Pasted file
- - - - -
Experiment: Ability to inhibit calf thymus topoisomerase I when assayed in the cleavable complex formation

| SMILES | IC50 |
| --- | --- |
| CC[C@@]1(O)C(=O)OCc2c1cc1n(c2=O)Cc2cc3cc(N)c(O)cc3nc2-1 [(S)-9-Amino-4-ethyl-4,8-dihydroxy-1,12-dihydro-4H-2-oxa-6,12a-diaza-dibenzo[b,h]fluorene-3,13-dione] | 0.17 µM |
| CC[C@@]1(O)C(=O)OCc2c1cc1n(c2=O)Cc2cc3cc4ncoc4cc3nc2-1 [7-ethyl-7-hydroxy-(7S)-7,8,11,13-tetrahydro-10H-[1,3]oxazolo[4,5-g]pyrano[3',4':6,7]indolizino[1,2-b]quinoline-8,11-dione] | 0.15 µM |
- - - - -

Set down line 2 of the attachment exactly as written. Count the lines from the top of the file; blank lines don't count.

| SMILES | IC50 |